Regards,
Kareni


May I suggest another activity that his students might enjoy? Years ago we visited the Alexander Graham Bell house in Nova Scotia where I learned that Bell was obsessed with all things aeronautical of the time period including tetrahedral kites. Here is an activity that I did with some of the children at the Montessori school my son attended. We made gorgeous tetrahedral kits in vibrant tissue which we suspended from the ceiling. They were lovely! I would suggest using glue (either a glue stick or preferably white glue dabbed on carefully with a toothpick) as opposed to tape.

Enjoy!
Jane

#10 Kareni

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Posted 06 February 2010 - 06:17 PM

Jane,

The tetrahedral kite activity looks wonderful. I'll pass it along to my husband as well. Thanks!

Regards,
Kareni

#11 moki4

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Posted 07 February 2010 - 08:27 PM

We have followed your advice before, and would like your input again!
Dd is looking for an Algebra 2 program. She successfully used Lials for Algebra 1, and is currently using Jacobs and Discovering Geometry for Geometry.
Not sure if Lials covers Algebra 2 or not.
What would you recommend for a very strong math student (although young at age 12).
Thanks in advance!:001_smile:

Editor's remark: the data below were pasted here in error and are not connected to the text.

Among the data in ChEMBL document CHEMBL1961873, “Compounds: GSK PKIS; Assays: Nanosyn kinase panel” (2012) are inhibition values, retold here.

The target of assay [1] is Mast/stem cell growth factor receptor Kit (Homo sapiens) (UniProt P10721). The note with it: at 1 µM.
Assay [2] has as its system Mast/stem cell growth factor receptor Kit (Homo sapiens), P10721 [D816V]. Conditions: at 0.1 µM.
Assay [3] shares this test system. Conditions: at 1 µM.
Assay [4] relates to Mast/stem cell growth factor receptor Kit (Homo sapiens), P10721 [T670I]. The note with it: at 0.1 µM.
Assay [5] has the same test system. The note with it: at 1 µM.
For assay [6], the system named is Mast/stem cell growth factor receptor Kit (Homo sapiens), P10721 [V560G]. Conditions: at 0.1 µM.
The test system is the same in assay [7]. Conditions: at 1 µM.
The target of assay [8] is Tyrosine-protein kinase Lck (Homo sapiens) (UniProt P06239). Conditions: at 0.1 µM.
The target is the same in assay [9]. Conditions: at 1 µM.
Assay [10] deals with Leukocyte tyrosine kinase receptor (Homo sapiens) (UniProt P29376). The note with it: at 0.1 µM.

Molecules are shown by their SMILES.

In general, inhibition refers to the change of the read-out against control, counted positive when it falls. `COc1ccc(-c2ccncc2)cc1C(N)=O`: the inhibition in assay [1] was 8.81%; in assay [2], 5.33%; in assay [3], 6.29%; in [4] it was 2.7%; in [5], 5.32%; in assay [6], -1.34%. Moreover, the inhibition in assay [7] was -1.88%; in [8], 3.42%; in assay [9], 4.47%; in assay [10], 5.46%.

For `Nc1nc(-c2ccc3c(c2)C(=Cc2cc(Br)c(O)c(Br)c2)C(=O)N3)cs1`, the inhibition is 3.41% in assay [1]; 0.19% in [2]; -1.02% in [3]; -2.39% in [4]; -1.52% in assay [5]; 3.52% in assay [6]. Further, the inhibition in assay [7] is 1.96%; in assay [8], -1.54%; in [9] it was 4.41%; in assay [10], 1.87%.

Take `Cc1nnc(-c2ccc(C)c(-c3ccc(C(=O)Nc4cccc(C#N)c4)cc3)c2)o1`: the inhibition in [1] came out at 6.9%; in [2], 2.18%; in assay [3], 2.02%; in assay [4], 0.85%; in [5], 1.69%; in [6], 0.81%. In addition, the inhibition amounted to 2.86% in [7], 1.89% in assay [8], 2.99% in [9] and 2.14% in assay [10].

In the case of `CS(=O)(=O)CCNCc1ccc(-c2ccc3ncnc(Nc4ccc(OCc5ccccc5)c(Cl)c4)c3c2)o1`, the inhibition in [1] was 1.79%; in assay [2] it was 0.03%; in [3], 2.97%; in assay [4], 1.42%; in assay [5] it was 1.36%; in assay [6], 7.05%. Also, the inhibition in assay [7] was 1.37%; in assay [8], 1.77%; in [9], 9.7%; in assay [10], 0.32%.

#12 moki4

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Posted 07 February 2010 - 08:38 PM

I think it was Jann in TX with whom I took the math advice!
Jann or Jane, both perfectly suitable to answer my question!:)
Thanks again

#13 Halcyon

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Posted 07 February 2010 - 09:03 PM

jane-i have to go back and see if you were one of the responders to my thread about my 7 yo wanting to learn algebra....if not, can you advise me as to what curriculum/book might be good for him? He's a math-y kid, loves math problems, but he's still 7.

I received some wonderful advice on that thread...Key to Algebra seemed to be a popular choice.

#14 Jane in NC

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Posted 08 February 2010 - 07:46 AM

I think it was Jann in TX with whom I took the math advice!
Jann or Jane, both perfectly suitable to answer my question!:)
Thanks again


Not sure if Jann in TX is checking out this board. Maybe you should PM her?